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Especially regarding quantum indeterminacy.

Adding a bit more info as requested.

"God does not play dice", I quote Einstein. He said those words when in an argument with another scientist that was in support of quantum mechanics while he, himself wasn't. He proposed that there was a hidden variable and that the current understanding of quantum mechanics at that time was wrong.

So I wonder, does Allah S.W.T (may He be glorified and exalted) play dice or do we know of quantum mechanics the way we do right now is because of our limited minds? Something else entirely?

Sorry if I gave any wrong information, I'm not too well-versed in this.

(Due to the comments, my question has shifted to "Must we believe in a hidden variable for quantum indeterminacy?" from "Is Quantum Mechanics Completely Compatible with Islam?")

  • I'm not well-versed in this either therefore I asked for further information ;) – Medi1Saif Nov 8 '16 at 13:26
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    Einstein explicitly said he doesn't believe in a personal god and used the word only metaphorically, if that's relevant here. Otherwise I have not come across any discussion that islam might be in conflict with quantum theory, do you have any references or is this just a hunch? – G. Bach Nov 8 '16 at 20:02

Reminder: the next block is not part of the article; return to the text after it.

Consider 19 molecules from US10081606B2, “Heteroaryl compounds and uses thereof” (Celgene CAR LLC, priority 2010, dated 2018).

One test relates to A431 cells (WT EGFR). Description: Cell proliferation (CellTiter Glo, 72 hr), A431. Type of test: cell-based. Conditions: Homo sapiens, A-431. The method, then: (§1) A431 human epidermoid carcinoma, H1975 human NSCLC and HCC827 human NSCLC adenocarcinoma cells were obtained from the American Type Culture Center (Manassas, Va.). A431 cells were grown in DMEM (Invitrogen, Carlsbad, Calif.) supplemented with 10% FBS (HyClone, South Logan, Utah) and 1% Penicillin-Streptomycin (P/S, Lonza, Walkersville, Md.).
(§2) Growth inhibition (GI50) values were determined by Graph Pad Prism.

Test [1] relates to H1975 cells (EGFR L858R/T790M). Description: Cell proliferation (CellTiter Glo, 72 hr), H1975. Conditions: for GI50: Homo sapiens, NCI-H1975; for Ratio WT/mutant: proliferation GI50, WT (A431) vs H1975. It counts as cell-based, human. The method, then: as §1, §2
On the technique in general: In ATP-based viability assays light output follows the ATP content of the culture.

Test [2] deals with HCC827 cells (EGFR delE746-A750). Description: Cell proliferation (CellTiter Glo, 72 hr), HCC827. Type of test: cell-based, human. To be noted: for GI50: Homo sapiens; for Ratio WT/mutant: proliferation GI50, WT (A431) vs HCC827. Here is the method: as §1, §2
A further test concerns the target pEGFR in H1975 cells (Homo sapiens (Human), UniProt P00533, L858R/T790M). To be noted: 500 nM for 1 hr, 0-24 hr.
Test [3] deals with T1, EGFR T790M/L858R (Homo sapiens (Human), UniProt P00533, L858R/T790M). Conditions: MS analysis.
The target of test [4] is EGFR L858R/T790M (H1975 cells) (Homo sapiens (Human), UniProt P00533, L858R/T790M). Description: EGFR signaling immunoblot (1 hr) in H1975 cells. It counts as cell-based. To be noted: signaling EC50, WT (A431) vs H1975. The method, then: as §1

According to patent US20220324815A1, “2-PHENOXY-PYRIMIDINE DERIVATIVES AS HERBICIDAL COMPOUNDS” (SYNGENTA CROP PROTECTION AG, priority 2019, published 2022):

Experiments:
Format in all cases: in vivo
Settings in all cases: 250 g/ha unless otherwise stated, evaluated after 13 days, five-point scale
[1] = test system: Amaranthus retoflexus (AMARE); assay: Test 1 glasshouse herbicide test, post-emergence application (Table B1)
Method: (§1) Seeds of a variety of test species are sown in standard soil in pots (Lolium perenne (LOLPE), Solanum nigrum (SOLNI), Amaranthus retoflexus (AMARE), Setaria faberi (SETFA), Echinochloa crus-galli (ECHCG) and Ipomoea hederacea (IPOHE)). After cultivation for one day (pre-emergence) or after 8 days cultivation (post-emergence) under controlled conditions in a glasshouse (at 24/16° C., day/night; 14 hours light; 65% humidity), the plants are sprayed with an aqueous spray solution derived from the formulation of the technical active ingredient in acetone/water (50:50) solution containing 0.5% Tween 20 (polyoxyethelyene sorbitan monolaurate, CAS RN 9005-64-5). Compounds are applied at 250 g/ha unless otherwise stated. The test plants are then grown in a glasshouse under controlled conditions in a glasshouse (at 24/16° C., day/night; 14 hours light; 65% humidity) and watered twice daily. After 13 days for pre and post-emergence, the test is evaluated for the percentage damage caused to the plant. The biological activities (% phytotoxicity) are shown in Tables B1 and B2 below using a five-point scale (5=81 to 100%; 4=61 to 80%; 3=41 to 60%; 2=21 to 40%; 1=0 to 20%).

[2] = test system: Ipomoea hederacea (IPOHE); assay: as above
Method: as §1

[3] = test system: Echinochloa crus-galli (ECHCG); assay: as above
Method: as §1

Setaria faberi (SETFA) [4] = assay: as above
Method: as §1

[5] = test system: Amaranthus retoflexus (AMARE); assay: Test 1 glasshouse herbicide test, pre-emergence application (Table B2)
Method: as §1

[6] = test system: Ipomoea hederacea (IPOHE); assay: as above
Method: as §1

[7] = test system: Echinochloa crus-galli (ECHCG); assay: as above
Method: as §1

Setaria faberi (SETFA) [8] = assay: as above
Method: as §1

• @G. Bach I've never seen any conflict myself but quantum indeterminacy really rubs me wrong as Allah is in control of fate. But perhaps quantum indeterminacy should always be accompanied with quotation marks and that it is always under the control of Allah S.A.W . Makes me wonder if there really is a hidden variable. I always thought he was talking about YHVH. – Zelzuge Nov 8 '16 at 20:16
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    @Zelzuge Einstein definitely did not talk about the abrahamic god, wiki has a lot of references. In my experience, if you look into quotes by famous people that are marshalled in support of one faith or another, you will almost always find the religionists to be lying about what the person said or meant. As for god controlling fate, it is clear in aqida that god creates and sustains everything at every moment; believing he put a power to exist on its own into anything is shirk. – G. Bach Nov 8 '16 at 20:27
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    Yes, I was actually just worrying that believing in quantum indeterminacy would mean that I was indirectly believing that there is something that is not controlled by Allah S.A.W or is existing on it's own as you said. That might just be caused by my own insufficient understanding, though. It doesn't make sense to me if there really isn't a hidden variable, however. But that could just be because of my understanding of quantum mechanics, as it is for the other case. – Zelzuge Nov 8 '16 at 20:37
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A common fake belief about Einstein is to think he was a theist in the usual sense. He was not. His views are closer to atheism. See https://en.m.wikipedia.org/wiki/Religious_and_philosophical_views_of_Albert_Einstein

Now, he thought there was a hidden variable because he thought the world could not be build on probabilistic processes. This is viewed by many of his colleagues as a mistake, although they all admire him for other works.

The fact that quantum mechanics is well described by probabilities does not mean that the world is badly made. It does not mean it is well made either. It is just a way of describing it that works very very well.